Lindsay Caldicott 

Untitled, circa 2000
Photocollage, 59,5 × 42 cm / 23,43 × 16,54 in, unique piece

© Lindsay Caldicott / Courtesy christian berst art brut

Untitled, circa 2000
Photocollage, 84 × 59,5 cm / 33 × 23,4 in, unique piece

© Lindsay Caldicott / Courtesy christian berst art brut

Born in Leicester (UK) in 1956, died in 2014

Fragments and Fractals

Lindsay Caldicott’s work is so brilliant that it momentarily silences dichotomies between art brut and contemporary art. Lindsay Caldicott’s tragic fate, in the absence of providing a framework for interpreting her work, prompts us nonetheless to search for the substance of her art, to attempt to understand its very essence.
At first glance, what is striking is the way in which her collages are structured into geometric ensembles interspersed with mishaps, shapes that become obsessively intertwined and repetitive. However, in Lindsay Caldicott’s works, there is a chromatic harmony that is rarely in doubt, ranging from grey to sanguine and from russett toflesh-coloured tones. For flesh is the prima materia of this fractal universe.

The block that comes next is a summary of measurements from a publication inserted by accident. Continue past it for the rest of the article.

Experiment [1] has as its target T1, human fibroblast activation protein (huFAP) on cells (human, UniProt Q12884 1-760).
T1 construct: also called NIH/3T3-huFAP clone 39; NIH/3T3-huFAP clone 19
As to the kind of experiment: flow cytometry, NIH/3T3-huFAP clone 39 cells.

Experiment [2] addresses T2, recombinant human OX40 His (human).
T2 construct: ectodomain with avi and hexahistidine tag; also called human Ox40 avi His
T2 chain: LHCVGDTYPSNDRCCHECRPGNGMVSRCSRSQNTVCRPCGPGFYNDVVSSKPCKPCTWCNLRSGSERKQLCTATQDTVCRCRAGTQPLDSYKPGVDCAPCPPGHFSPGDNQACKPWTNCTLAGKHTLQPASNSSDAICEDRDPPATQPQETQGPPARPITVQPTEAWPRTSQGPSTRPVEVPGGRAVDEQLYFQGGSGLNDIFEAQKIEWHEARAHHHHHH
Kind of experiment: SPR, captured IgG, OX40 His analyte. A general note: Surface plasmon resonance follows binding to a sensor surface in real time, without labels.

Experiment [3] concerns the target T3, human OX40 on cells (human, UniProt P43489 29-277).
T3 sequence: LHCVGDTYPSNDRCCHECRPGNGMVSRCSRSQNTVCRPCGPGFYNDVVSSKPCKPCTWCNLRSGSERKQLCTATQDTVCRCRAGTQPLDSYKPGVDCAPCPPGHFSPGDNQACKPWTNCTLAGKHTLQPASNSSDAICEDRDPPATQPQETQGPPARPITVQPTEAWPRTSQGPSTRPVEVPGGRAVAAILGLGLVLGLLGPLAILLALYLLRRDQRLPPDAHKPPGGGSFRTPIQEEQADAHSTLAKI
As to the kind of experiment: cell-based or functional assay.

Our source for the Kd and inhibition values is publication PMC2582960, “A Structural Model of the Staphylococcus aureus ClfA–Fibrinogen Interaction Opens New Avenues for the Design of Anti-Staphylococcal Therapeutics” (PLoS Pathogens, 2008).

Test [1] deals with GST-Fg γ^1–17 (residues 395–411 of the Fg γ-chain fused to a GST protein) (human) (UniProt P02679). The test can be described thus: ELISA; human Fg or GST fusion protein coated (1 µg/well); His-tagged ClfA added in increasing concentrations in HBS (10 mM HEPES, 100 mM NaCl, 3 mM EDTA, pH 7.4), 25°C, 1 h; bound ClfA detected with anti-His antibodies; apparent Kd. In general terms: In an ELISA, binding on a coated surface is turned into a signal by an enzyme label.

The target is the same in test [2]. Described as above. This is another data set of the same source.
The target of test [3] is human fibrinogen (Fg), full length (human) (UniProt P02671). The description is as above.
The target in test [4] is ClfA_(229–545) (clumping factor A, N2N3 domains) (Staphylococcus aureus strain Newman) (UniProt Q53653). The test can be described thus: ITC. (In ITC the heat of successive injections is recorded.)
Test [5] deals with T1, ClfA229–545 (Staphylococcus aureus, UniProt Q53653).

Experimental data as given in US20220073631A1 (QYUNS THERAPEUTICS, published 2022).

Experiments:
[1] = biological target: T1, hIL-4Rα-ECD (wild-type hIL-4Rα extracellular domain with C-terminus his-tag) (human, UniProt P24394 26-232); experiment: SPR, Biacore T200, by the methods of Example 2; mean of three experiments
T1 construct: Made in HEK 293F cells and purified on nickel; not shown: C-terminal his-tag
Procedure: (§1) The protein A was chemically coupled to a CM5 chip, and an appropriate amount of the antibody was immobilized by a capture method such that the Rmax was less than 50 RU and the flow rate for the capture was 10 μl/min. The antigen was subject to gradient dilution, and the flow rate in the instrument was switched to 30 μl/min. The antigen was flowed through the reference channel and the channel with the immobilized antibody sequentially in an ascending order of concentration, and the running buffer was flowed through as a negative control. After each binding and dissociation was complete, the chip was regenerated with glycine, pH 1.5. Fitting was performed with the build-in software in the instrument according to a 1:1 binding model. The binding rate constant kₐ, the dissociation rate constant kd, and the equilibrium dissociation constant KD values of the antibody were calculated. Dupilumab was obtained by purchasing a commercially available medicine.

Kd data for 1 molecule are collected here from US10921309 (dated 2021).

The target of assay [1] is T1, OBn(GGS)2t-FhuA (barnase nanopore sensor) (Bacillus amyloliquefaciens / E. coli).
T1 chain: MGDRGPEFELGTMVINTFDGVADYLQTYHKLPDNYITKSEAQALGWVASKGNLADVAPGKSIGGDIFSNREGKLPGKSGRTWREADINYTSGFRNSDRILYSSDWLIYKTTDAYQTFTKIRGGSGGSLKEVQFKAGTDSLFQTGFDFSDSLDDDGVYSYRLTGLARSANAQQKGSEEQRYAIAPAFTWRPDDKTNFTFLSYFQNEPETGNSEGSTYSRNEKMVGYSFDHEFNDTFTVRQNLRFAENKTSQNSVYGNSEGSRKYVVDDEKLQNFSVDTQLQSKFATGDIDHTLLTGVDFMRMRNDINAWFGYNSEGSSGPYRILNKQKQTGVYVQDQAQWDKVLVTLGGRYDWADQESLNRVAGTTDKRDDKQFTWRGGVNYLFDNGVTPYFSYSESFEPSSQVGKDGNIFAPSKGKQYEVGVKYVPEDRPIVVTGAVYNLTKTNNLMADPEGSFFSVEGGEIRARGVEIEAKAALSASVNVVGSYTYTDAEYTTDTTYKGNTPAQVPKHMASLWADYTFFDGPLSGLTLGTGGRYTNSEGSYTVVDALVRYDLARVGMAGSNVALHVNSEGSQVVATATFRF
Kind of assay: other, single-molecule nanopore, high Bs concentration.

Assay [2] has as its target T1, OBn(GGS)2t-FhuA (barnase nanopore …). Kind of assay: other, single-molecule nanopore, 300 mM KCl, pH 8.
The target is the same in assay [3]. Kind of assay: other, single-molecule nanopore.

It then becomes clear that these lineaments are made primarily from a myriad of x-ray fragments, cut with a scalpel and assembled with the utmost surgical precision.

The solo show entitled Fragments and Fractals takes a look back at Lindsay Caldicott’s very particular work, somewhere between geometric abstraction and figurative fragments.Lindsay Caldicott trained as a therapeutic radiography technician at the age of 16. She worked in the x-ray department of a Dutch hospital for a few years before taking a break in her career and successfully studying Fine Arts at Middlesex Polytechnic in London.
She suffered from severe psychological issues due to a distressing childhood and succeeded in coping with them until 1990, when a severe episode forced her to leave her job. She then spent most of the next 24 years in a psychiatric hospital, until her death in 2014. Christian Berst discovered her work in 2016 and organised her first solo exhibition in Paris in 2019.

Christian berst art brut

The gallery Chrisitian Berst shows since 2005 that art brut cannot be confined neither in a period of time nor in a geographical perimeter not even in a formal spectrum. What is at stake here is rather the notion of individual mythology, dear to Harald Szeemann. By putting its passion at the service of creators off the beaten track, whether they are “classics” already recognized by museums and art collections or contemporary discoveries destined to recognition by the art world, the
gallery strives, through its exhibitions and publications, to introduce an ever-growing public to the mysteries of art brut.

Christian Berst Art Brut, 3-5 passage des Gravilliers — 75003 Paris, France

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